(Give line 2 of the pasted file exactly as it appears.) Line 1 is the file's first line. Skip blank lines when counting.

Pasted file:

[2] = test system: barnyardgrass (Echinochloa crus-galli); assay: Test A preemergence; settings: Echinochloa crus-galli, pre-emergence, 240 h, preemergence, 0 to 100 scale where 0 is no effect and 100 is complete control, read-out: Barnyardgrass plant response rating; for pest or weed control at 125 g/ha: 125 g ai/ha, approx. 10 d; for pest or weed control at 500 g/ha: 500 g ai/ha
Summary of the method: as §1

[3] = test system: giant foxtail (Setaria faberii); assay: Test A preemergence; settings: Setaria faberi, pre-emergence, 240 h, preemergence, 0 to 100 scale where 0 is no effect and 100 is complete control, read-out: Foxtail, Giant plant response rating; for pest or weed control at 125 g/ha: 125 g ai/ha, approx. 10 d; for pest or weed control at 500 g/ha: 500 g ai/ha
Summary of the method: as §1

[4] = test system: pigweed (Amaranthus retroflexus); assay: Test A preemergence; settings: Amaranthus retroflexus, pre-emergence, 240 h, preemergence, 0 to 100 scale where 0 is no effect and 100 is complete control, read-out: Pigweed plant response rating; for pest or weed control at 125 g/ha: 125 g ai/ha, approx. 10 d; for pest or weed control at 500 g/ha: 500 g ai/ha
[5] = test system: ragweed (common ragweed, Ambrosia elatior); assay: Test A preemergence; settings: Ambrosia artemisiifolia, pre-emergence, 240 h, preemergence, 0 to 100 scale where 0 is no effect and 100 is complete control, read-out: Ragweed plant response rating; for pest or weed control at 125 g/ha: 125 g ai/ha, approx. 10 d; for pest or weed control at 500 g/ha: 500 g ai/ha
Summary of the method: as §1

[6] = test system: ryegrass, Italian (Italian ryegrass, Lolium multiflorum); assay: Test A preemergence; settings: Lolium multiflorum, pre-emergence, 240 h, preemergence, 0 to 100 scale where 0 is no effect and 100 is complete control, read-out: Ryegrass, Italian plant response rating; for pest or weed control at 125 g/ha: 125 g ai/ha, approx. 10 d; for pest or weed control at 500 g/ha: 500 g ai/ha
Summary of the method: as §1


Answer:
Summary of the method: as §1